Just prior to preaching my sermon I realized that my notes had vanished. This event challenged me to ask, “Am I too reliant on technology?”
Most preachers don’t realize their tendencies toward a particular category of application. Without careful consideration and feedback the sermons can lean in a predictable direction and underserve their congregation.
Would you like to sabotage your pastor’s preaching? Here are five surefire ways to do it.
Sermon illustrations are often hard to come by. But are we neglecting a treasure chest for our illustrations?
This gospel is so gloriously appropriate. It is the calibration for all of life. It instructs marriages and wipes away the widows tears. It humbles the proud and strengthens the weak. And in every situation it asserts itself as the beautiful sufficient, ultimate priority of all of life. The gospel is gloriously versatile.
Pastors can often become discouraged, wondering if they are making a difference. The Bible reminds us of the true measurement for a preacher and how he can be liberated to joyfully trust and serve God in the ministry.
With the constant exposure to the impact of sin, limited growth, and personal discouragement, the pastor may be tempted to believe his preaching is not doing anything. But, since Christ has risen from the dead, we can be assured that in fact our preaching is not in vain.
When you think of your pastor and his preaching don’t think of it like an uninterested consumer. Instead think in terms of a family, a partnership in the most important organization in the world. You are working together to display the glory of God as you hear and respond to God’s word together.
What preacher wants to put people to sleep? This book helps to ensure that the sermon is biblically faithful and, as far as it depends on the preacher, also interesting.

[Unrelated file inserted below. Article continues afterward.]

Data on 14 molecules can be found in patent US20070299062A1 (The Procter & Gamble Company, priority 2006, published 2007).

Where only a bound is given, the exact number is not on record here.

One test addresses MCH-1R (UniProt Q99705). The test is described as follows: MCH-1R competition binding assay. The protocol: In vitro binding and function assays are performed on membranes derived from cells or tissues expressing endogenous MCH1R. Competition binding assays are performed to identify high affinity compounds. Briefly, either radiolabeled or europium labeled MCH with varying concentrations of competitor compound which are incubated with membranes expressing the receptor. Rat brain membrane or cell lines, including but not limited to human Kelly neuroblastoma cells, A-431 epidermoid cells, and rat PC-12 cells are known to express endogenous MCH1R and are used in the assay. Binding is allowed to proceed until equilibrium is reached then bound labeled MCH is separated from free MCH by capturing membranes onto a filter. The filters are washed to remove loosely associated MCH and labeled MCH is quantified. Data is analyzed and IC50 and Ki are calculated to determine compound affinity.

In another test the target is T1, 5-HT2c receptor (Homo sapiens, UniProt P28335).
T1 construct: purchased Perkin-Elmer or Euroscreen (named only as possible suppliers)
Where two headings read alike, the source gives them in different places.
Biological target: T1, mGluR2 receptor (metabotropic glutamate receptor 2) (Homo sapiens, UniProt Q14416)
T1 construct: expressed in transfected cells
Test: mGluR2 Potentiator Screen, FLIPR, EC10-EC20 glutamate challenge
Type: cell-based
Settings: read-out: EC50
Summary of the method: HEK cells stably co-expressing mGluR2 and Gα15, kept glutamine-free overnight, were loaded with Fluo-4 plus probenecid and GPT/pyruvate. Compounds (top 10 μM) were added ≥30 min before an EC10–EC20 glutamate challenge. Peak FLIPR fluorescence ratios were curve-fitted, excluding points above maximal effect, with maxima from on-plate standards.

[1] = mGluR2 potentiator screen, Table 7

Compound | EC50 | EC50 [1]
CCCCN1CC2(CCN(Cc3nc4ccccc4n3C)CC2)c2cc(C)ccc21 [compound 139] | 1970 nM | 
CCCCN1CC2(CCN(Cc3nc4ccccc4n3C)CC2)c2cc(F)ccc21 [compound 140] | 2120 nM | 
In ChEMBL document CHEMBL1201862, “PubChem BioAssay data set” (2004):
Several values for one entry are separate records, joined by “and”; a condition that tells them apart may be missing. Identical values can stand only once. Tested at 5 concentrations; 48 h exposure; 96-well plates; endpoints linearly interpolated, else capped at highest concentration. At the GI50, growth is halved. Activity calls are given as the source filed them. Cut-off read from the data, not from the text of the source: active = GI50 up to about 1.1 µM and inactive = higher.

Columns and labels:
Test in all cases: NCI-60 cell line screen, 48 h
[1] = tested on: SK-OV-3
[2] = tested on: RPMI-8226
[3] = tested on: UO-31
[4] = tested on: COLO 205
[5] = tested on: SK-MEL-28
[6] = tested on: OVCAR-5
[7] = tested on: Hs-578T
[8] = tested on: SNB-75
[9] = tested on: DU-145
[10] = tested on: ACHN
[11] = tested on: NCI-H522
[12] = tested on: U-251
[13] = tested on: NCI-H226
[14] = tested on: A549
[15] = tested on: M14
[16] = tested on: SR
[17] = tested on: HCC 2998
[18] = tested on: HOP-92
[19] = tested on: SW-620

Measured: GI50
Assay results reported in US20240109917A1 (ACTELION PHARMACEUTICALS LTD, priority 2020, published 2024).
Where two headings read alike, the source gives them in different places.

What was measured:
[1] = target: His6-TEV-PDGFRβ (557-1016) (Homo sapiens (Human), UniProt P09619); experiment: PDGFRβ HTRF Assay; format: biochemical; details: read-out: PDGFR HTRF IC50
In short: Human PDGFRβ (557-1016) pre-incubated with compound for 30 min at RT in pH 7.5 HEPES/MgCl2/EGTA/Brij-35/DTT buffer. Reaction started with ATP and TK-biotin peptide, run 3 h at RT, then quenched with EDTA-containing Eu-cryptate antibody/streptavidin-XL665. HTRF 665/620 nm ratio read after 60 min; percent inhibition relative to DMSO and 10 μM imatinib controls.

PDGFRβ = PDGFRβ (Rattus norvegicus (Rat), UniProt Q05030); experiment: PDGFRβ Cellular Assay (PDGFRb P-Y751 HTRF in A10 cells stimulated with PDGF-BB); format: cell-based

Charles Spurgeon’s Lectures to My Students is a favorite book of mine. The 19th Century Baptist preacher says things in such a way that he seems to bring home the point in a fresh way each time.
I’ve recently been thinking about not just what we say when we preach but how we say it. In this excerpt from Lectures to My Students Spurgeon hits on two often neglected tools in the preacher’s homiletical tool belt: variation and surprise.
Preachers often fall into the trap of saying the same thing over and over again. We repeat our canned phrases when appropriate. There is nothing wrong with what we are saying but it is just not as helpful as it can be. It would seem that the craft of preaching should demand some degree of thoughtfulness.
There is a great deal of force in that for winning attention. Do not say what everybody expected you would say. Keep your sentences out of ruts. If you have already said, “Salvation is all of grace” do not always add, “and not by human merit.,” but vary it and say, “Salvation is all of grace; self- righteousness has not a corner to hide its head in.”
I fear I cannot recall one of Mr. Taylor’s sentences so as to do it justice, but it was something like this: “Some of you make no advance in the divine life, because you go forward a little way and then you float back again: just like a vessel on a tidal river which …